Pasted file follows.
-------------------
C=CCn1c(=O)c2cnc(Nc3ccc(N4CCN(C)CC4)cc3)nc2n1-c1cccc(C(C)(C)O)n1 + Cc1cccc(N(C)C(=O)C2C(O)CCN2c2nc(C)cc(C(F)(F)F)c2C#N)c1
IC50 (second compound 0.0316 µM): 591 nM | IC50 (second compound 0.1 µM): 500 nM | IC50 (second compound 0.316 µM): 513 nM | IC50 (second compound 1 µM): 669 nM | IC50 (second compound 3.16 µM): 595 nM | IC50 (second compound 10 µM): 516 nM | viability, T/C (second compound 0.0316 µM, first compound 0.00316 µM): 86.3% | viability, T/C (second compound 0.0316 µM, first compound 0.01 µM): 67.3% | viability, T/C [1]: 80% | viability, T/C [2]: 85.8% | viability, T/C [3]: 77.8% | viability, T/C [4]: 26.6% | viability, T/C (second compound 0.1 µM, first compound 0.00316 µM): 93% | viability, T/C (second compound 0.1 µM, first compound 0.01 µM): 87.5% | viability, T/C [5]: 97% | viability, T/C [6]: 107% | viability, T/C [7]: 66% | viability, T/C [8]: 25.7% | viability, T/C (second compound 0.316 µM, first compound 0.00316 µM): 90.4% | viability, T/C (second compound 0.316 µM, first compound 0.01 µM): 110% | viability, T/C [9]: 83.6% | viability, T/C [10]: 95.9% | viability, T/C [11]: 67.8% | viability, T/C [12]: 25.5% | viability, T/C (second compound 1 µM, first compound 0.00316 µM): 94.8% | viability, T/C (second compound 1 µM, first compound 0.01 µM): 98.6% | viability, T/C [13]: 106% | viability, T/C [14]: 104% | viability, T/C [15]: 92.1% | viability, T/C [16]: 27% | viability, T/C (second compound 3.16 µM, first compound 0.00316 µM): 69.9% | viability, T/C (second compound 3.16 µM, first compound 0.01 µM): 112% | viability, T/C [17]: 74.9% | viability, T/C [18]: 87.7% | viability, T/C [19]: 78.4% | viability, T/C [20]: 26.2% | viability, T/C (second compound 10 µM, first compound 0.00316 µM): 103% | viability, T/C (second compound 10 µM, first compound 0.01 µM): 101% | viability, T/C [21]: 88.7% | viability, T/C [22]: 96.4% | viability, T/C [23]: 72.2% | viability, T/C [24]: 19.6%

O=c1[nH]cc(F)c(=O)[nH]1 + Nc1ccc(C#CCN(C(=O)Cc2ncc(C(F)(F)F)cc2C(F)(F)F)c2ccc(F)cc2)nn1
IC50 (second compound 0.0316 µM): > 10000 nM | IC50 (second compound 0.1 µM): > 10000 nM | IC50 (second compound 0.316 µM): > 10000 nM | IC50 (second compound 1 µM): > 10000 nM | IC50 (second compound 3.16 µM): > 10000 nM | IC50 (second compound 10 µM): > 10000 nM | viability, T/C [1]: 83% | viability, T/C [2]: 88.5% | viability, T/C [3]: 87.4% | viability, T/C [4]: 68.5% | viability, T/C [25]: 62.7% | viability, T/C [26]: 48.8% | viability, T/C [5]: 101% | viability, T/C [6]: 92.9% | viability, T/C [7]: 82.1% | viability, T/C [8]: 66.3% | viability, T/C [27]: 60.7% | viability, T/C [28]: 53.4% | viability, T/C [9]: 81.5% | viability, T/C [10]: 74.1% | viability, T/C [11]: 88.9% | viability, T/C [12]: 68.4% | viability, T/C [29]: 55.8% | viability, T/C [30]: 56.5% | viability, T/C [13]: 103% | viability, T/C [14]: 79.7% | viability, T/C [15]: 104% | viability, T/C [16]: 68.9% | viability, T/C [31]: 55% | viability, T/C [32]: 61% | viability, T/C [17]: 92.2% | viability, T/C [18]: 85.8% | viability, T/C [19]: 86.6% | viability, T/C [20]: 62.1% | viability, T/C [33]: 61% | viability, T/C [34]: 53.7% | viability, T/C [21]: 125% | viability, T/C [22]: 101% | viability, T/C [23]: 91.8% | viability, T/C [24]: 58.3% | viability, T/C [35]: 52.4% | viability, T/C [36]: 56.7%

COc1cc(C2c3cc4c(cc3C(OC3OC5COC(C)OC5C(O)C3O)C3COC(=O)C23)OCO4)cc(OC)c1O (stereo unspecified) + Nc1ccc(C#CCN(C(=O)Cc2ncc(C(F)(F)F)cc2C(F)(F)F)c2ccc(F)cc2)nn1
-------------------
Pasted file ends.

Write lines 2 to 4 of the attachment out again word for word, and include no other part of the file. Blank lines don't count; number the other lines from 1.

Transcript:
IC50 (second compound 0.0316 µM): 591 nM | IC50 (second compound 0.1 µM): 500 nM | IC50 (second compound 0.316 µM): 513 nM | IC50 (second compound 1 µM): 669 nM | IC50 (second compound 3.16 µM): 595 nM | IC50 (second compound 10 µM): 516 nM | viability, T/C (second compound 0.0316 µM, first compound 0.00316 µM): 86.3% | viability, T/C (second compound 0.0316 µM, first compound 0.01 µM): 67.3% | viability, T/C [1]: 80% | viability, T/C [2]: 85.8% | viability, T/C [3]: 77.8% | viability, T/C [4]: 26.6% | viability, T/C (second compound 0.1 µM, first compound 0.00316 µM): 93% | viability, T/C (second compound 0.1 µM, first compound 0.01 µM): 87.5% | viability, T/C [5]: 97% | viability, T/C [6]: 107% | viability, T/C [7]: 66% | viability, T/C [8]: 25.7% | viability, T/C (second compound 0.316 µM, first compound 0.00316 µM): 90.4% | viability, T/C (second compound 0.316 µM, first compound 0.01 µM): 110% | viability, T/C [9]: 83.6% | viability, T/C [10]: 95.9% | viability, T/C [11]: 67.8% | viability, T/C [12]: 25.5% | viability, T/C (second compound 1 µM, first compound 0.00316 µM): 94.8% | viability, T/C (second compound 1 µM, first compound 0.01 µM): 98.6% | viability, T/C [13]: 106% | viability, T/C [14]: 104% | viability, T/C [15]: 92.1% | viability, T/C [16]: 27% | viability, T/C (second compound 3.16 µM, first compound 0.00316 µM): 69.9% | viability, T/C (second compound 3.16 µM, first compound 0.01 µM): 112% | viability, T/C [17]: 74.9% | viability, T/C [18]: 87.7% | viability, T/C [19]: 78.4% | viability, T/C [20]: 26.2% | viability, T/C (second compound 10 µM, first compound 0.00316 µM): 103% | viability, T/C (second compound 10 µM, first compound 0.01 µM): 101% | viability, T/C [21]: 88.7% | viability, T/C [22]: 96.4% | viability, T/C [23]: 72.2% | viability, T/C [24]: 19.6%

O=c1[nH]cc(F)c(=O)[nH]1 + Nc1ccc(C#CCN(C(=O)Cc2ncc(C(F)(F)F)cc2C(F)(F)F)c2ccc(F)cc2)nn1
IC50 (second compound 0.0316 µM): > 10000 nM | IC50 (second compound 0.1 µM): > 10000 nM | IC50 (second compound 0.316 µM): > 10000 nM | IC50 (second compound 1 µM): > 10000 nM | IC50 (second compound 3.16 µM): > 10000 nM | IC50 (second compound 10 µM): > 10000 nM | viability, T/C [1]: 83% | viability, T/C [2]: 88.5% | viability, T/C [3]: 87.4% | viability, T/C [4]: 68.5% | viability, T/C [25]: 62.7% | viability, T/C [26]: 48.8% | viability, T/C [5]: 101% | viability, T/C [6]: 92.9% | viability, T/C [7]: 82.1% | viability, T/C [8]: 66.3% | viability, T/C [27]: 60.7% | viability, T/C [28]: 53.4% | viability, T/C [9]: 81.5% | viability, T/C [10]: 74.1% | viability, T/C [11]: 88.9% | viability, T/C [12]: 68.4% | viability, T/C [29]: 55.8% | viability, T/C [30]: 56.5% | viability, T/C [13]: 103% | viability, T/C [14]: 79.7% | viability, T/C [15]: 104% | viability, T/C [16]: 68.9% | viability, T/C [31]: 55% | viability, T/C [32]: 61% | viability, T/C [17]: 92.2% | viability, T/C [18]: 85.8% | viability, T/C [19]: 86.6% | viability, T/C [20]: 62.1% | viability, T/C [33]: 61% | viability, T/C [34]: 53.7% | viability, T/C [21]: 125% | viability, T/C [22]: 101% | viability, T/C [23]: 91.8% | viability, T/C [24]: 58.3% | viability, T/C [35]: 52.4% | viability, T/C [36]: 56.7%